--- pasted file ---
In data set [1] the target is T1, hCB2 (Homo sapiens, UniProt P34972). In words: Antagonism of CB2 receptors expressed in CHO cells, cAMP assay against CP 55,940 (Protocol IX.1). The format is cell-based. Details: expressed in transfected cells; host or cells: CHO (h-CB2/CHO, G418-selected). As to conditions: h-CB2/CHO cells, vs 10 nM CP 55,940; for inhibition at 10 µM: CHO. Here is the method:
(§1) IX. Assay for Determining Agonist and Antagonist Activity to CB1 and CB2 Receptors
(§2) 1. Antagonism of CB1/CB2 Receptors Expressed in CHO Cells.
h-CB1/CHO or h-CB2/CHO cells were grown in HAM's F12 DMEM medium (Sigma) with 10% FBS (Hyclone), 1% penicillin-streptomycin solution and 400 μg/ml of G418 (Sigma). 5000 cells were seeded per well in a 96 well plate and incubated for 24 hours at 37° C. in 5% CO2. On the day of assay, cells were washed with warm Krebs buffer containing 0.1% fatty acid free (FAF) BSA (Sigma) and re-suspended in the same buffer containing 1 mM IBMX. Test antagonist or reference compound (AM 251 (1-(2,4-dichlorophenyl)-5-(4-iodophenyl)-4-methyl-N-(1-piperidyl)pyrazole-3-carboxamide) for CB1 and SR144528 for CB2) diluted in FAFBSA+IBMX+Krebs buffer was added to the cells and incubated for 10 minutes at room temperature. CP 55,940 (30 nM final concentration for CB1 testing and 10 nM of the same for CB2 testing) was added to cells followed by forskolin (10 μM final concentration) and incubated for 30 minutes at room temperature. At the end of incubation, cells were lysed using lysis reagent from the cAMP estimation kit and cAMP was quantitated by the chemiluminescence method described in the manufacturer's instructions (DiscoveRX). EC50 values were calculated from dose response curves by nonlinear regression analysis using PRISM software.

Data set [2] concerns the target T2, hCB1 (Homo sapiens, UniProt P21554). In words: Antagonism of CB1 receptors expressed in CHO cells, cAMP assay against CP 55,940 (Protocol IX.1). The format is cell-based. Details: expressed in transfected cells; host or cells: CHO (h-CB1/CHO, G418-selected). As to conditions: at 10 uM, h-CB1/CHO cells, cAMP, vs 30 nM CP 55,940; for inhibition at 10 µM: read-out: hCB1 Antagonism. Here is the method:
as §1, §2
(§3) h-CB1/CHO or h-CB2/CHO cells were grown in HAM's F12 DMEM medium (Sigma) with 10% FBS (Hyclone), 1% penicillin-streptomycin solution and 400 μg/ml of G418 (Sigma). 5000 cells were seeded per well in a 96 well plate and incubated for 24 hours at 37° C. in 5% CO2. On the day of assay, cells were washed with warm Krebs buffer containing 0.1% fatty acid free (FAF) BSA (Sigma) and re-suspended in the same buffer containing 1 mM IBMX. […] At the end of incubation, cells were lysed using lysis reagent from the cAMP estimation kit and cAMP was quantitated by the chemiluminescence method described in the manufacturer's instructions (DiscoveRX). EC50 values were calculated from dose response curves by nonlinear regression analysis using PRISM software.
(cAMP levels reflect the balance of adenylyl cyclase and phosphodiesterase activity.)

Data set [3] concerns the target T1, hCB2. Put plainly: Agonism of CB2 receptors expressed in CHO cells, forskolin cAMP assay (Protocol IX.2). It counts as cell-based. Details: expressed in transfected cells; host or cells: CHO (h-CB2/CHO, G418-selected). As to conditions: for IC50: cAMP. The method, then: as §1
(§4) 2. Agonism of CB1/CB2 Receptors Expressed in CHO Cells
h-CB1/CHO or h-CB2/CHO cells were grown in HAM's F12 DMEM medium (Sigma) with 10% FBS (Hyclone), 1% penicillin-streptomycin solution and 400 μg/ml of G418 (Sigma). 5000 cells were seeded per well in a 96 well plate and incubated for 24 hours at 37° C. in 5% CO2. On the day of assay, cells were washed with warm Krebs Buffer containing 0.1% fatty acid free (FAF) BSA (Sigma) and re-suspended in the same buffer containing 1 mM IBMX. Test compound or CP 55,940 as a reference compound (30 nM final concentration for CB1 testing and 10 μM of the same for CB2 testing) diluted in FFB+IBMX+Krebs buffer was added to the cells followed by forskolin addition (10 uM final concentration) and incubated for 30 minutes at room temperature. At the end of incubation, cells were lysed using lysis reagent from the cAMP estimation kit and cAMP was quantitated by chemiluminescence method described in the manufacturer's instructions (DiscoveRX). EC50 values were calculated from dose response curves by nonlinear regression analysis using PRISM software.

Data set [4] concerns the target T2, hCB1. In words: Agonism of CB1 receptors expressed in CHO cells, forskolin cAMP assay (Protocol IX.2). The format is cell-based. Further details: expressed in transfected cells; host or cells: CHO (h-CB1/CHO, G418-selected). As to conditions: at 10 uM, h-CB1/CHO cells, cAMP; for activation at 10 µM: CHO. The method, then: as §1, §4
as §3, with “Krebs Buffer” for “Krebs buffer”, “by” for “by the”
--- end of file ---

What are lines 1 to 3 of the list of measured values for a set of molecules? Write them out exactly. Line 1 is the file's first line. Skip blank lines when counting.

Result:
In data set [1] the target is T1, hCB2 (Homo sapiens, UniProt P34972). In words: Antagonism of CB2 receptors expressed in CHO cells, cAMP assay against CP 55,940 (Protocol IX.1). The format is cell-based. Details: expressed in transfected cells; host or cells: CHO (h-CB2/CHO, G418-selected). As to conditions: h-CB2/CHO cells, vs 10 nM CP 55,940; for inhibition at 10 µM: CHO. Here is the method:
(§1) IX. Assay for Determining Agonist and Antagonist Activity to CB1 and CB2 Receptors
(§2) 1. Antagonism of CB1/CB2 Receptors Expressed in CHO Cells.